No credit should go to Perry for this or for Texas' smaller classes, as he has cut the budget for education sharply in recent years, and achievement has largely stagnated during his term, but it was the height of hypocrisy for Duncan to attack Perry for a position he himself had espoused just a few weeks before.

Now the administration's poll numbers continue to sink, the economy stagnates, and our children are returning to a new school year, subjected to class sizes of 30 or 40 or more. So perhaps the administration sees an advantage in responding to parents' legitimate distress about the irreversible damage to their children's education and prospects in life.

But there are plenty of signs that even now, their concerns are not altogether sincere.

Duncan visited Detroit last week, following Governor Rick Snyder's announcement that the head of the Michigan new state-run Education Achievement Authority would be John Covington, who will have complete power over the state's struggling schools, with the power to cancel union contracts and override duly elected school board members. Covington abruptly quit running Kansas City's schools this fall, right after he ordered that "selected" teachers should have their class sizes increased to 37 students or more -- in open emulation of the Hess/Gates/Duncan doctrine.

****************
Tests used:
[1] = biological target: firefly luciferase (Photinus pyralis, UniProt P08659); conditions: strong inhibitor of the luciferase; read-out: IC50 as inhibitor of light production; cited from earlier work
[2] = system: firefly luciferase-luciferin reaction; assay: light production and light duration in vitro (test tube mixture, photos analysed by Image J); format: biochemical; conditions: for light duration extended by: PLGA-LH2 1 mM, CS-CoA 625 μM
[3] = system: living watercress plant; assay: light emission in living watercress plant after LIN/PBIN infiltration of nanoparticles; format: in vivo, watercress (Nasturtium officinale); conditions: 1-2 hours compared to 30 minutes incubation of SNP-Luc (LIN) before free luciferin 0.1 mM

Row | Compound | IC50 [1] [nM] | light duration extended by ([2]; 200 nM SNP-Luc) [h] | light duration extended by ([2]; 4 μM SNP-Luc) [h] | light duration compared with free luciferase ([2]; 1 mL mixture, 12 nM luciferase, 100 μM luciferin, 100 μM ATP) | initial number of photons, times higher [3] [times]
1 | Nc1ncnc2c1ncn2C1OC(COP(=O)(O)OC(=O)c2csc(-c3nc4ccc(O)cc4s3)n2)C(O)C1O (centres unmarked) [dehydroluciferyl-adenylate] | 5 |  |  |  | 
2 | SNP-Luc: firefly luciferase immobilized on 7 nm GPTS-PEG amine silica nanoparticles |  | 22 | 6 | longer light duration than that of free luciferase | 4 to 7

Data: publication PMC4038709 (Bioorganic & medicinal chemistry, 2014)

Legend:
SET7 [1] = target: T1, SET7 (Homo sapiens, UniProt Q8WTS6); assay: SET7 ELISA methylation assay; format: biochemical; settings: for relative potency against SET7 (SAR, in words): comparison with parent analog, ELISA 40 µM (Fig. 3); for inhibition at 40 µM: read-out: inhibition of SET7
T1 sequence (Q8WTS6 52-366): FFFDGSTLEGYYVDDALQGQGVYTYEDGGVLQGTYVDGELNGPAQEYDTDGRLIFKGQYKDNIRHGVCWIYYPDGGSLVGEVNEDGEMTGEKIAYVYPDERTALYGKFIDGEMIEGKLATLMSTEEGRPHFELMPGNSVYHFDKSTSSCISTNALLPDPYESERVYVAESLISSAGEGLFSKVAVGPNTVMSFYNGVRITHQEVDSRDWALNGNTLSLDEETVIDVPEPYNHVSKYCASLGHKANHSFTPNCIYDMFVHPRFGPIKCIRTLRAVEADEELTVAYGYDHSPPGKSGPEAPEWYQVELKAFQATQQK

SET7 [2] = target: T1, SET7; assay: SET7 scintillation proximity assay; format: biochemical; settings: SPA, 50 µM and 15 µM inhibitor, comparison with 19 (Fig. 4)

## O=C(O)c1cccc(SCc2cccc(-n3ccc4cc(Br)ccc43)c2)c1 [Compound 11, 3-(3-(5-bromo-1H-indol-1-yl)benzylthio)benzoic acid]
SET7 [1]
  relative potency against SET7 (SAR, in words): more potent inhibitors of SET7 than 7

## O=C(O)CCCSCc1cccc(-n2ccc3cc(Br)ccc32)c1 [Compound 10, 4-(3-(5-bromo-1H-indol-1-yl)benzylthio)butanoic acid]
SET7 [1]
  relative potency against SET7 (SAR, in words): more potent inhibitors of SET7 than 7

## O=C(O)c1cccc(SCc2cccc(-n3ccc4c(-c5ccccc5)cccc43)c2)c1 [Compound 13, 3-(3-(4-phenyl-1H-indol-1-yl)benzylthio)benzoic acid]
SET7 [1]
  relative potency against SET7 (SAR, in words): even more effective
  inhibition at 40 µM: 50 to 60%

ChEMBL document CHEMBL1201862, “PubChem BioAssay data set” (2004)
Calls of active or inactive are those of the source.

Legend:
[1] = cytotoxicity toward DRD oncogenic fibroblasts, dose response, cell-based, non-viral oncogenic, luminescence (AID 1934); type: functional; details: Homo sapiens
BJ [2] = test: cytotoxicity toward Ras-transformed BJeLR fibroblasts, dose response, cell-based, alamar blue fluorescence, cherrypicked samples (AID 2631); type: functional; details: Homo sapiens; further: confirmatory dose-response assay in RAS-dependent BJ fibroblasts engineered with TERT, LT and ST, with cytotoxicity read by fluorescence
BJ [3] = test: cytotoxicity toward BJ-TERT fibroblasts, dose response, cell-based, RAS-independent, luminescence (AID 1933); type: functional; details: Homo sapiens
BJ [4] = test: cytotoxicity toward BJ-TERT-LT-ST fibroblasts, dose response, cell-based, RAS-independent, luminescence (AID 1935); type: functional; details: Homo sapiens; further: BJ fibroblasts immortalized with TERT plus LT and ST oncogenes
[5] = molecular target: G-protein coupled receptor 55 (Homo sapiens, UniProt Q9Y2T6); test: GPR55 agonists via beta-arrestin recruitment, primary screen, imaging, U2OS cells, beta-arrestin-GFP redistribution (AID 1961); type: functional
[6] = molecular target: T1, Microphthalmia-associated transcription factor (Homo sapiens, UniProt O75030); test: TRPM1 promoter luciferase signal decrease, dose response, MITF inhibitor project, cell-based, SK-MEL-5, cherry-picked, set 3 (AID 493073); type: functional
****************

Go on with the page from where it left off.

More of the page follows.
On Thursday, on the same day Obama gave his speech to Congress, Duncan expressed great optimism about Detroit schools, saying that it could become the fastest-improving urban district in the country, because there is " an alignment and a commitment, an urgency, a willingness to challenge the status quo."

Yes, it will take more than Obama's speech to Congress last week to convince many of us that the President and his education secretary are sincere in their commitment to our children and the need to prevent further devastating class size increases; and that their hearts and minds are really in the right place.

This post has been modified since its original publication.